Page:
Several organizations are organizing a protest at Parliament Hill demanding that the XL Keystone pipeline be cancelled. On Monday, Sept. 26, Canadians are being asked to make a stand against the pipeline project in Ottawa at Parliament Hill. I was able to speak to activist Melina Laboucan-Massimo in Washington DC about the protest there and the planned Canadian action on Sept. 26.

On Sept. 24, Windsor on Watch is calling on people in Windsor/Detroit to make a stand against the latest assault on our environment and join in for the Moving Planet Toxic Tour 1PM at the Caron Ave pump station on the Windsor riverfront, and a gathering afterwards at the Phog Lounge.

Recent James Laxer Tar Sands related article

Featured CD

Click image for more info on this Detroit band

OPIRG Windsor Calendar of Events

PALESTINIAN SOLIDARITY GROUP

Saturday, Sept. 3 at 1pm @ OPIRG Exchange Coffee House and Reading Room (372 California Between Eco House & Campus Community Garden)

The Palestinian Solidarity Group meeting is open to everyone. Anyone who cares about Palestinian issues and wants to take action to support them should come.

For further information visit http://www.facebook.com/pages/University-of-Windsor-Palestinian-Solidarity-Group/191644890871676?sk=info

ANTI-WAR PICKET

Every Saturday 11 am. to noon Ottawa Street across from Market Square

Canadians Say, Get out of Afghanistan Now!

Occupation is not Liberation

Invest in our Communities, not in War

For more information email: Windsor Peace Coalition <windsorpeace@hotmail.com>

WDLC LABOUR DAY PARADE & ACTIVITIES

Monday, September 5 • 9:30am – 4:00pm CAW 200/444 Hall, 1855 Turner Road to Fogular Furlan Club, North Service Road East Windsor for more information visit: http://www.facebook.com/event.php?eid=174007572668519

OPIRG-WINDSOR BOARD MEETING

Tuesday, Sept. 6 at 3pm @ OPIRG Exchange Coffee House and Reading Room (372 California Between Eco House & Campus Community Garden)

Join us for a peer led recovery group – RAINBOW RECOVERY!

Every Wednesday @ 7pm

This group is for anyone affected by alcoholism or addiction of any kind.

We will be meeting every Wednesday from 7pm – 8:30pm at the Windsor Pride Centre (422 Pelissier). You don’t need to be there every week to come along!

We welcome the LGBT community and our allies ♥ (Alanon, Narnanon, NA, AA, Gamblers Anon – all welcome, and more!)

For details email us at rainbowrecovery@windsorpride.com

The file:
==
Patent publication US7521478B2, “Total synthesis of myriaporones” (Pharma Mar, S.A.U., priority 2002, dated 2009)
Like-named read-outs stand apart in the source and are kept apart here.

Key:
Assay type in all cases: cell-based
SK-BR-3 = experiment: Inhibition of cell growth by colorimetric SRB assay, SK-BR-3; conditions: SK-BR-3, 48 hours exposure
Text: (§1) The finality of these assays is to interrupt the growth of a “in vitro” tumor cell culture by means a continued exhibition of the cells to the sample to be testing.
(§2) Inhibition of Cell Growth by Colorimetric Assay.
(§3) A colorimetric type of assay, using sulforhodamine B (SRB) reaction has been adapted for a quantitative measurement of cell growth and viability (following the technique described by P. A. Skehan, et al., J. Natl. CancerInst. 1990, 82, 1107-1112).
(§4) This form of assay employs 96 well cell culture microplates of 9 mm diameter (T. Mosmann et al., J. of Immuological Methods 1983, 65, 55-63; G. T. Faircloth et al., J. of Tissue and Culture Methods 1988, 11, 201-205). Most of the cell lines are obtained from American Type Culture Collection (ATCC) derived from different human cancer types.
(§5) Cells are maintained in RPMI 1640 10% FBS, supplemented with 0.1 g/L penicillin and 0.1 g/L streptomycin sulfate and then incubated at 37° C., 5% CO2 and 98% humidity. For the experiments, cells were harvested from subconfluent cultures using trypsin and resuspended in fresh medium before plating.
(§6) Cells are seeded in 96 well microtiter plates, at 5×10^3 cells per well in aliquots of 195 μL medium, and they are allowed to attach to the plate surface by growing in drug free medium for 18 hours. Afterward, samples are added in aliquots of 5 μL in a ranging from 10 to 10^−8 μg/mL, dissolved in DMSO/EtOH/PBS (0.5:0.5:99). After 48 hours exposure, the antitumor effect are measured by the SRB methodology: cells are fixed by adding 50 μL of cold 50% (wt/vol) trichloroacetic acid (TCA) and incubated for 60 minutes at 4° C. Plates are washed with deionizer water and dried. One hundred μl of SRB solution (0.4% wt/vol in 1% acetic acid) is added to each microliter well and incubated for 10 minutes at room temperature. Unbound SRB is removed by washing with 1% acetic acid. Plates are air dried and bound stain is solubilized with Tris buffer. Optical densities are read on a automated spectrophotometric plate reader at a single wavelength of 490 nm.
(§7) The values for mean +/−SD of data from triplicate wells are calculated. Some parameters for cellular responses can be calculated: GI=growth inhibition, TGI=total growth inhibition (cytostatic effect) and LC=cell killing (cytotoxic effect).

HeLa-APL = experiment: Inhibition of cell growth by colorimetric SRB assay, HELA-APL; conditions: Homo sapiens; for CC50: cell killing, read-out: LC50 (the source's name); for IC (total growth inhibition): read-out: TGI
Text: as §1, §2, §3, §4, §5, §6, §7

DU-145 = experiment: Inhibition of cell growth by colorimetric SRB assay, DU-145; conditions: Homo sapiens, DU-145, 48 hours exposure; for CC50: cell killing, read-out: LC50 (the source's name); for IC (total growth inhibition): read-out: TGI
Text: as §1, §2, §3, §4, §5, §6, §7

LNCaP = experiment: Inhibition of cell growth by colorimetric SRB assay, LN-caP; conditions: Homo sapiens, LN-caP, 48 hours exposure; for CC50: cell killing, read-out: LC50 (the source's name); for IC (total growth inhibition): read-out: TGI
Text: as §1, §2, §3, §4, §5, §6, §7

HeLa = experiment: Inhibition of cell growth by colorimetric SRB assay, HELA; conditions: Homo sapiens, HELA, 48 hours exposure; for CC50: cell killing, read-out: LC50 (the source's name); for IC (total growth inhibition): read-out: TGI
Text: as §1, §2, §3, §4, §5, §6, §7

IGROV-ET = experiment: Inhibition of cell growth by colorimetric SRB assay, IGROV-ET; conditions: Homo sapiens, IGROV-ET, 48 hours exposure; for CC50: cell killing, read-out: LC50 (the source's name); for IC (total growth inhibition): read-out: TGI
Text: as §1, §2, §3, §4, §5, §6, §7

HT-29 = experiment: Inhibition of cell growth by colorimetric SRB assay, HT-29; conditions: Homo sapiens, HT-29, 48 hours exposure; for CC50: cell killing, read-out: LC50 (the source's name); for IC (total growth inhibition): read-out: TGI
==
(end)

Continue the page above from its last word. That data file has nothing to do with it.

Saturday September 10th, from 10am – 3pm.

PECHE ISLAND DAY EVENT hosted by Peche Island (A. Laframboise) The Detroit River Canadian Cleanup

The day will include transportation to and from the island in the Detroit River, along with guided tours focusing on the island’s unique natural and historical features. The island’s marked trails are perfect for self-guided touring. Enjoyable and educational, this is a great event for the whole family!

Limited parking is available for this event, so people are encouraged to bike or bus to the marina. Litterless picnic lunches are welcome on the island, but no garbage is to be left behind. Boat transportation to the island begins at 10am, the last boat bringing people to the island will depart the mainland at 1pm. Boat boarding at Lakeview Park Marina, 9200 Riverside Drive East, Windsor. Light snacks and beverages are available for purchase.

Life jackets will be provided. However, please bring your own infant life jackets. Please note, this event may be cancelled due to adverse weather conditions.

Peche Island Day is a free event and everyone is welcome to attend! For more information contact the Detroit River Canadian Cleanup at: 519-982-3722 or email: postmaster@detroitriver.ca

September 10th 2:00pm

Windsor Workers Action Center – 328 Pelissier

FIBRE CRAFTING part of the Ecology and Freedom Workshop Series

Lindsay will teach us how to sheer, wash, prepare, spin and and knit our own wool.This workshop is essential for anyone interested in learning how to produce their own fabrique or clothes.

Organized by grassroots environmentalists, activists and volunteers.

Questions: roadwindsor@riseup.net

http://WindsorGreenWorkshops.blogspot.com

September 17th 10am

WECSA Community Farm, 13th Concession Near McGregor

GREEN BUILDING WITH LOAD-BEARING STRAW BALE part of the Ecology and Freedom Workshop Series

Come out to WECSA to help build a small storage shed/greenhouse with a commitment to using natural (or reclaimed) materials and self-reliant building techniques. We are inviting the community to share in this project and come helpout. A shuttle will be available from Windsor.

Please email roadwindsor@riseup.net to reserve your seat.

Organized by grassroots environmentalists, activists and volunteers.

Questions: roadwindsor@riseup.net

 http://WindsorGreenWorkshops.blogspot.com

ents

Aug 12: Tzazna Miranda Leal and upcoming caravan for freedom; Pablo Godoy: Students Against Migrant Exploitation

Click image for more on OPIRG Windsor

Listen to entire program here: 

Tzazna Miranda Leal: 9:23